I’m a postdoctoral research fellow at the Center for Population Health Sciences at Stanford University School of Medicine. I received my doctorate from Harvard TH Chan School of Public Health in Quantitative Methods from the Department of Social and Behavioral Sciences, and I was a 2016 fellow at University of Chicago’s Data Science for Social Good summer fellowship. A recent version of my CV is here . My public PGP key (along with verified social media accounts) can be found on my Keybase listing .
My dissertation work involved studying how we can use multimodal data (i.e., individual-level high-density mobile phone data, microlevel death certificate data, or population level cell tower data) with spatial modeling, Bayesian methods, and data science to understand health disparities and social and behavioral determinants of health.
My current work is focused on applying these methods to the opioid epidemic, especially racial/ethnic disparities of fatal overdoses. I’m working with Sanjay Basu to more thoroughly incorporate machine learning and causal inference into my research.
- Kiang MV, Basu S, Chen JT, and Alexander MJ. Assessment of changes in the geographical distribution of opioid-related mortality across the United States by opioid type, 1999- 2016. JAMA Network Open (Februrary 2019). doi: 10.1001/jamanetworkopen.2019.0040 [Open Access] [PDF] [Code] [Shiny App] [Press Release] [CNN] [NBC]
- Gemmill A, Kiang MV, and Alexander MJ. Trends in pregnancy-associated mortality involving opioids in the United States, 2007-2016. American Journal of Obstetrics and Gynecology (January 2019). doi: 10.1016/j.ajog.2018.09.028 [Code] [Press Release]
- Vable AM, Kiang MV, Glymour MM, Rigdon J, Drabo E, & Basu S, Performance of matching methods to un-matched ordinary least squares regression under constant effects‡. SER Annual Meeting 2018: Baltimore, MD (June 2018). ‡Best student poster award.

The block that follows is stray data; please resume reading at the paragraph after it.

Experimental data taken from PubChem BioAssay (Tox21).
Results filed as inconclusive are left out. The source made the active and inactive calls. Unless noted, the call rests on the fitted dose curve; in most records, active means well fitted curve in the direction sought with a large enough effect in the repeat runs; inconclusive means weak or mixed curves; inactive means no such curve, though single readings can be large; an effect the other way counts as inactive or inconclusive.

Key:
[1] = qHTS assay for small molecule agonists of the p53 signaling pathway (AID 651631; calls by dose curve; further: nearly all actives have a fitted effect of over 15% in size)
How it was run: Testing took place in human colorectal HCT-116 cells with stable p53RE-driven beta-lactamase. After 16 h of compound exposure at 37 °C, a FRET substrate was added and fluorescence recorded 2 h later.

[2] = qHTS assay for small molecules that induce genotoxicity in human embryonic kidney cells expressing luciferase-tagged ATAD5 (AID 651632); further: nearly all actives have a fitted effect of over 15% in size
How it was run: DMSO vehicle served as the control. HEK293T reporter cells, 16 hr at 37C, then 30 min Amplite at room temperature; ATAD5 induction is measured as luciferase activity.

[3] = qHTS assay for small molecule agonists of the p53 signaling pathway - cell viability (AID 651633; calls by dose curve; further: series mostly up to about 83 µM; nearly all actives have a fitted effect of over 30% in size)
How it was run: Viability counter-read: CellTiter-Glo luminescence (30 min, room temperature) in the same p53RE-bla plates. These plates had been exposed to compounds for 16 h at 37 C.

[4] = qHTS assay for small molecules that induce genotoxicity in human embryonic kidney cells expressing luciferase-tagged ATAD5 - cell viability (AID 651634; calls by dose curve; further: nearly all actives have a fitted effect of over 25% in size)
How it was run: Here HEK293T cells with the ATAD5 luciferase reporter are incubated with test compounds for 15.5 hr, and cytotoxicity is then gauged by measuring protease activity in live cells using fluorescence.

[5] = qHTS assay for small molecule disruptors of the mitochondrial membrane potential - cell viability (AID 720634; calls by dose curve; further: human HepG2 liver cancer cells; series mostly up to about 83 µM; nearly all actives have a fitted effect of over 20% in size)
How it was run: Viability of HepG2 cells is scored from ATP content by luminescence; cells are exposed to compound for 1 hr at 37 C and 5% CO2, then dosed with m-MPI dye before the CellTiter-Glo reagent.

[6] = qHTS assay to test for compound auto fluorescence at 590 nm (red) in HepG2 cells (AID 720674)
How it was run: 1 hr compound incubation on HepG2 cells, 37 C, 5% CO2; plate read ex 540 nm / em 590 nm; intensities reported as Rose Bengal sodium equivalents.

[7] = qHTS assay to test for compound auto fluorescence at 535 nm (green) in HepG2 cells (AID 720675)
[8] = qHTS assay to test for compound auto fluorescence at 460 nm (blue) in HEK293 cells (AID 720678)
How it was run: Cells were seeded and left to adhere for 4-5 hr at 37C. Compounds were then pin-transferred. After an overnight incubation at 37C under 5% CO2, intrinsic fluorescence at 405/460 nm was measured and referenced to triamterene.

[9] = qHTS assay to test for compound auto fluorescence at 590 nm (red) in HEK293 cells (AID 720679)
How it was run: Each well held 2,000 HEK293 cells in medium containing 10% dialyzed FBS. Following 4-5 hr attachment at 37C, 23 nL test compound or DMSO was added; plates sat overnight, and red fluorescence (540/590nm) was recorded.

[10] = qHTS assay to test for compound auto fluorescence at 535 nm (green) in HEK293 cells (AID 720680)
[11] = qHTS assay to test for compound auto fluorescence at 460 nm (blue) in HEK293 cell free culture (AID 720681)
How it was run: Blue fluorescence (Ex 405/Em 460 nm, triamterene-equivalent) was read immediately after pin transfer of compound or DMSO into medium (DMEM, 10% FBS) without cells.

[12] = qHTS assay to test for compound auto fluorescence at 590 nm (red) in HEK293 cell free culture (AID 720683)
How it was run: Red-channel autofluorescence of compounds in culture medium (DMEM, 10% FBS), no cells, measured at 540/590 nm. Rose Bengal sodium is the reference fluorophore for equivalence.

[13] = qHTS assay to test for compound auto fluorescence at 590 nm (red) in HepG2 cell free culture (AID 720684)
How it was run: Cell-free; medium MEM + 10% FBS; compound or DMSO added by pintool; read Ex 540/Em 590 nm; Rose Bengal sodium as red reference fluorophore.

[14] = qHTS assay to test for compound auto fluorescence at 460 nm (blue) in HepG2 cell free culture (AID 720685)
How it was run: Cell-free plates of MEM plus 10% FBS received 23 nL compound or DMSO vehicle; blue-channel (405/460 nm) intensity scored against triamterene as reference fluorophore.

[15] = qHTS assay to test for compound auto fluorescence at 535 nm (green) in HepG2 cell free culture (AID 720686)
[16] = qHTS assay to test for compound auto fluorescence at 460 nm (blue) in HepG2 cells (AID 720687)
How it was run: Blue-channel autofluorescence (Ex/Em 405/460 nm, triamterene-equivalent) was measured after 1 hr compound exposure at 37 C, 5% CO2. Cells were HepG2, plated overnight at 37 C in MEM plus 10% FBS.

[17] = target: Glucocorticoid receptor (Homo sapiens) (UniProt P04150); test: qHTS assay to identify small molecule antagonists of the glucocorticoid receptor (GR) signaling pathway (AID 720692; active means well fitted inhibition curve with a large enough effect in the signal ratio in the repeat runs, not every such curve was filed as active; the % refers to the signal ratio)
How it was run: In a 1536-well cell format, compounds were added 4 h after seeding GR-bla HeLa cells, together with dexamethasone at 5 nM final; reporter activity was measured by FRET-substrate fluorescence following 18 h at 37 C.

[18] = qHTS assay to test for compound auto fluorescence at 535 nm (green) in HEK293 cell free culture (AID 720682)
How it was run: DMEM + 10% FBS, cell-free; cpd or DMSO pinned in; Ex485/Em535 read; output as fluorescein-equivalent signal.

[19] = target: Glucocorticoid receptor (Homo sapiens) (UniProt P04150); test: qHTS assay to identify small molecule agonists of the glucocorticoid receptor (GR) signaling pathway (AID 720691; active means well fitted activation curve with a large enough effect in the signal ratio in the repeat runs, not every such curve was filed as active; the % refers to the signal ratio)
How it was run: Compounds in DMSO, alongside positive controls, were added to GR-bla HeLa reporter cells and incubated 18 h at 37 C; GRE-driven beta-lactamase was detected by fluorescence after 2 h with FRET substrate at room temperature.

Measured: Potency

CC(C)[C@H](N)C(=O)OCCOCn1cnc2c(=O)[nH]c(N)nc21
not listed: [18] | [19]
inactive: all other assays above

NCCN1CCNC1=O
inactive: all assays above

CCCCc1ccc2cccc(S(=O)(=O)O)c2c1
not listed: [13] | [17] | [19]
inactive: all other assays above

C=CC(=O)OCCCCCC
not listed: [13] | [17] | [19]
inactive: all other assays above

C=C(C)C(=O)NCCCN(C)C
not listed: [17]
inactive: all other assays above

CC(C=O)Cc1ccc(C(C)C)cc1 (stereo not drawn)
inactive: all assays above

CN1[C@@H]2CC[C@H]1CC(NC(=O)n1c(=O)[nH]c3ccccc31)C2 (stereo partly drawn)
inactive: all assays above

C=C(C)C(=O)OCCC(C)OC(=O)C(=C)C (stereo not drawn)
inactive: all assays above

- Kiang MV, Alexander MJ, Zhang Z, & Chen JT, The geographical distribution of opioid mortality by race in the United States, 1999–2016: Identifying epidemic hotspots. PAA Annual Meeting 2018: Denver, CO (April 2018) [Interactive Supplement] [Code] [Slides]
- Kiang MV, Staples P, Torous J, Alexander MJ, & Onnela JP, A new platform for high density data collection in population health research.PAA Annual Meeting 2017: Denver, CO (April 2018) [More info]
- Course developer (x2), Using Python for Research via HarvardX V1 (Nov 2016) and V2 (Jan 2018), HSPH, Professor Jukka-Pekka Onnela
- Instructor, Intro to Causal Inference for Data Science Workshop (March 2017), Instituto Tecnológico Autónomo de México
- Teaching assistant (x2), Dynamics of Infectious Disease (Spring 2017 and Spring 2018), HSPH, Professor Caroline Buckee
- Teaching assistant, Society and Health (Fall 2013), HSPH, Professor Ichiro Kawachi
- Teaching assistant, Biostatistics II (Spring 2010), NYU, Professor Ying Lu
- Teaching assistant, Statistics I (Fall 2009), NYU, Professor Robert Norman
Current Working Papers
- Kiang MV, Krieger N, Buckee CO, Onnela JP, & Chen JT. Decomposing the geographic distribution of black-white inequalities in premature mortality in the United States, 2010–2015. [Under Review]
- Vable AM, Kiang MV, Glymour MM, Rigdon J, & Basu S. Inferences from matching methods for statistical regression. [In Press — February 2019]
- Kiang MV, Chen JT, Buckee CO, Krieger N, & Onnela JP. The human factors of digital phenotyping: Evaluating the feasibility of mobile phones in health inequalities research.
- Kiang MV, Onnela JP, Krieger N, Chen JT, & Buckee CO. Predicting dengue in Thailand: Comparing administrative and empirical areal units.
†Authors contributed equally.
‡Best student poster award.